Stop shopping and set yourselves free

By Martin Lewis, October 28, 2009
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Thousands of people are giving away pricey items to folks they don’t know through giveaway websites such as Freecycle.org.

Whether it’s bedside cabinets, books or concert tickets, giveaway community websites offer first-class, second-hand goods for free. Every hour, people post hundreds of freebies on these sites. All you do is email a request, then pop round to pick it up.

WHAT IS FREECYCLE?

Freecycle isn’t a website in its own right.

It is run via Yahoo group emails, which is highly localised. This means you become a part of your area’s own Freecycle club. Each community is run by locally-based volunteers.

The spirit of Freecycle is that it is a recycling community, so you should give, as well as receive. Freecycle was set up in the USA, and some local UK groups have become unhappy with the US founders’ policies.

In September ’09, a rival UK-based site, ilovefreegle.org, was set up by some of the folks who moderate local groups on this side of the pond. Many local UK Freecycle groups have moved to this new site. The two groups work via group emails in exactly the same way.

What you can get

If you are after any of the following, you are sure to find it with a bit of patience:
● Furniture. Sofas, futons, beds, book shelves, computer desks, lamps, lighting, curtains and rugs.
● Electricals. White goods, CRT tellys, fridges, freezers, kettles, ovens, blenders, coffee machines and old PCs.
● Baby stuff. Baby cast-offs are incredibly popular; if you are expecting, Freecycle is a treasure trove of buggies, clothes, cots and baby monitors.
● Office equipment. PCs, monitors and computer chairs .
● Entertainment. Books, DVDs, games consoles, videos and old magazines.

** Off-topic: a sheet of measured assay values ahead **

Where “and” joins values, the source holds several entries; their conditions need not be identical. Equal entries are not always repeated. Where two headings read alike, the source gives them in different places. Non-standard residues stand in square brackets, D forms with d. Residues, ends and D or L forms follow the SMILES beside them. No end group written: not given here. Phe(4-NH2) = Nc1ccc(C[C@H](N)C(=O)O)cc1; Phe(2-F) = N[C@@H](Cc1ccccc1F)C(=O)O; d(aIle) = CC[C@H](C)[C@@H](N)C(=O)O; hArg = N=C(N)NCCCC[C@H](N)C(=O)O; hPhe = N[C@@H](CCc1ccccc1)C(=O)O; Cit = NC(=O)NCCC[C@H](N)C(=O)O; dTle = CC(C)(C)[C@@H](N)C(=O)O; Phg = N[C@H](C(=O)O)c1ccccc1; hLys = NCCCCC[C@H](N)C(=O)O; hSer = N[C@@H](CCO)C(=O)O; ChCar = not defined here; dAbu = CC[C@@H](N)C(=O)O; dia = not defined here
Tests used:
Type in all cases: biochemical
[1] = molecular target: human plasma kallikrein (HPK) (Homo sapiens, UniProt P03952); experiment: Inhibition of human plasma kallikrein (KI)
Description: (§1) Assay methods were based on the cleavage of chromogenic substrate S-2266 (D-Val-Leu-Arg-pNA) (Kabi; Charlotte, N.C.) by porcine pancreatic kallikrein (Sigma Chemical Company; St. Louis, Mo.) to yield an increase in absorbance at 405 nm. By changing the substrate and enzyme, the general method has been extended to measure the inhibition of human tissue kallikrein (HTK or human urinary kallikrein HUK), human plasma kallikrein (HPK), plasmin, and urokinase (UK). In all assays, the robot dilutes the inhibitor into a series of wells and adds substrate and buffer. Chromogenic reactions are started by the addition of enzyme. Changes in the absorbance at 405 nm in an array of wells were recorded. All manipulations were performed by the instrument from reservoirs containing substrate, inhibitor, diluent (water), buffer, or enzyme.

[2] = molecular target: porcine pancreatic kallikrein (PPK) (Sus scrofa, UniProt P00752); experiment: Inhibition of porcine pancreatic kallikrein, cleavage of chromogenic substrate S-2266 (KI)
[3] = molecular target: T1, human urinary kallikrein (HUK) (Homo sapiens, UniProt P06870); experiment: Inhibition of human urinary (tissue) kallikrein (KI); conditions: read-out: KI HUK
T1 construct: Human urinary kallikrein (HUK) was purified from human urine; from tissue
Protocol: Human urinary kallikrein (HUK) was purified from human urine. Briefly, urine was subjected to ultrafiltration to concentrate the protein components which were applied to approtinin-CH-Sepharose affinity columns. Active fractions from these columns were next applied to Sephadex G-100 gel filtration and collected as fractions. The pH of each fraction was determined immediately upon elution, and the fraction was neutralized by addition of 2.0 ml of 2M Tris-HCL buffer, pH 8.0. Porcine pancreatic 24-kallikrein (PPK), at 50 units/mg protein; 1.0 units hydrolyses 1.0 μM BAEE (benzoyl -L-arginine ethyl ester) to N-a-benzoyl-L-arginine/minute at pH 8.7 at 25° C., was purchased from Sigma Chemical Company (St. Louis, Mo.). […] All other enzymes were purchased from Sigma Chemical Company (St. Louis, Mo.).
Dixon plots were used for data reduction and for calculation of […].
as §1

● Broken stuff. If you have a knack for fixing things, there are broken cameras, washing machines, computers and more.
● Sports equipment. There are many bicycles, treadmills … even a ski machine.

BEFORE JOINING FREECYCLE
● The first step is to sign up to your local group at Freecycle.org. If you are on the borders of two or more groups, join all of them to boost your chances of bagging a gem. It is worth joining both Freecycle & Freegle.

WHEN YOU JOIN UP
● When you join, it will ask you how you would like to be notified about new freebies. You have two options: receiving a daily highlights email and browsing the rest online, or receiving every single email to your inbox.
If you choose the second option, never use your normal email address; it will be flooded.
● Give away a freebie
When you first join, Freecycle etiquette is to email an offer to the group. Nothing is too small.
● Get a freebie
It is easy to get hooked as you see the staggering amount of freebies put up for grabs. Items are snapped up at speed, so to bag the best haul, check for new posts as often as possible. Once you spot a top find, you just need to contact the giver and offer to take it off their hands. However, do think about whether you really need the item, or whether someone else could benefit more. Plus, factor in petrol costs; small items mightn’t be worth it.
● Stay safe
While incidents are rare, there are simple precautions you can take to make sure the transaction is a safe one. The main rule is not to be pressurised into letting someone into a particular area of your home, or going into someone else’s. If someone’s emails sound dodgy, trust your gut and don’t bother. If it is a small item, do the exchange on the doorstep or arrange to meet in a busy area.

OTHER GIVEAWAY SITES
As well as Freecycle, there several other giveaway websites, including SnaffleUp.co.uk and MySkip.com. It is also worth checking the freebies section of your local Gumtree. There is a full guide to using Freecycle and grabbing the top freebies at www.moneysavingexpert.com/freecycle

DONATE TO CHARITY
When looking for a home for your hand-me-downs, don’t forget good old charities. There are different options depending on the item:
● Charity shops.
They are always looking for good stock. Call the shop first to take before bringing in any bulky or electrical items.
● Cycles.
It is possible to donate old bikes to riders in developing countries through re-cycle.org. The scheme has drop off points across the country.
● Computers.
Give to a well-established charity, as donating computers can be a security risk if it retains personal data (even if you delete information, it may lurk on the hard disk). Good bets are www.computeraid.org and donateapc.org.
● Glasses.
Many opticians run programmes where they donate second-hand glasses to developing countries, including Dolland & Aitchison, Vision Express and Eyesite.
● Tools.
Consider Tools for Self-Reliance, an organisation that reconditions carpentry tools for use in Africa.

    Last updated: 4:36pm, October 28 2009